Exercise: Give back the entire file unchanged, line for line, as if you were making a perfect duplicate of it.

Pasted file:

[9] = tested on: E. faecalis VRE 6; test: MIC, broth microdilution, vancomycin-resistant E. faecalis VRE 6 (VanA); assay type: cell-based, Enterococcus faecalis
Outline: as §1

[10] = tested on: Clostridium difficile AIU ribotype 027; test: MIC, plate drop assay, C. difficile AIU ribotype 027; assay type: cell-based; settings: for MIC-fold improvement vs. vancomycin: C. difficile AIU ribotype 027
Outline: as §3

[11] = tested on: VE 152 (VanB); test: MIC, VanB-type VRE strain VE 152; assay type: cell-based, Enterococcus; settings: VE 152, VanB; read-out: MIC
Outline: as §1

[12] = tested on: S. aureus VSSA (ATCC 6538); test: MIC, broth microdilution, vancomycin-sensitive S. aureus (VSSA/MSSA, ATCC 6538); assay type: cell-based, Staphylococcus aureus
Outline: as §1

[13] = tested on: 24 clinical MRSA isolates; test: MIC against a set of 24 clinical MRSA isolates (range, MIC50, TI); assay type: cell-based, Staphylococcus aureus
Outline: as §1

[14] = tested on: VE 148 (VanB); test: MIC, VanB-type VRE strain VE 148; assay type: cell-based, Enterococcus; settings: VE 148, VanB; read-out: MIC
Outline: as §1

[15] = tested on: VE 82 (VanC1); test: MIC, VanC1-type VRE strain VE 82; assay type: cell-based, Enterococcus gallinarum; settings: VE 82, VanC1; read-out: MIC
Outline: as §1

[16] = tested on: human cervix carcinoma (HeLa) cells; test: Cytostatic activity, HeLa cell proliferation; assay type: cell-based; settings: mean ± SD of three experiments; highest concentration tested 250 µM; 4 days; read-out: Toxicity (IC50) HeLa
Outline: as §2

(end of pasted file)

[9] = tested on: E. faecalis VRE 6; test: MIC, broth microdilution, vancomycin-resistant E. faecalis VRE 6 (VanA); assay type: cell-based, Enterococcus faecalis
Outline: as §1

[10] = tested on: Clostridium difficile AIU ribotype 027; test: MIC, plate drop assay, C. difficile AIU ribotype 027; assay type: cell-based; settings: for MIC-fold improvement vs. vancomycin: C. difficile AIU ribotype 027
Outline: as §3

[11] = tested on: VE 152 (VanB); test: MIC, VanB-type VRE strain VE 152; assay type: cell-based, Enterococcus; settings: VE 152, VanB; read-out: MIC
Outline: as §1

[12] = tested on: S. aureus VSSA (ATCC 6538); test: MIC, broth microdilution, vancomycin-sensitive S. aureus (VSSA/MSSA, ATCC 6538); assay type: cell-based, Staphylococcus aureus
Outline: as §1

[13] = tested on: 24 clinical MRSA isolates; test: MIC against a set of 24 clinical MRSA isolates (range, MIC50, TI); assay type: cell-based, Staphylococcus aureus
Outline: as §1

[14] = tested on: VE 148 (VanB); test: MIC, VanB-type VRE strain VE 148; assay type: cell-based, Enterococcus; settings: VE 148, VanB; read-out: MIC
Outline: as §1

[15] = tested on: VE 82 (VanC1); test: MIC, VanC1-type VRE strain VE 82; assay type: cell-based, Enterococcus gallinarum; settings: VE 82, VanC1; read-out: MIC
Outline: as §1

[16] = tested on: human cervix carcinoma (HeLa) cells; test: Cytostatic activity, HeLa cell proliferation; assay type: cell-based; settings: mean ± SD of three experiments; highest concentration tested 250 µM; 4 days; read-out: Toxicity (IC50) HeLa
Outline: as §2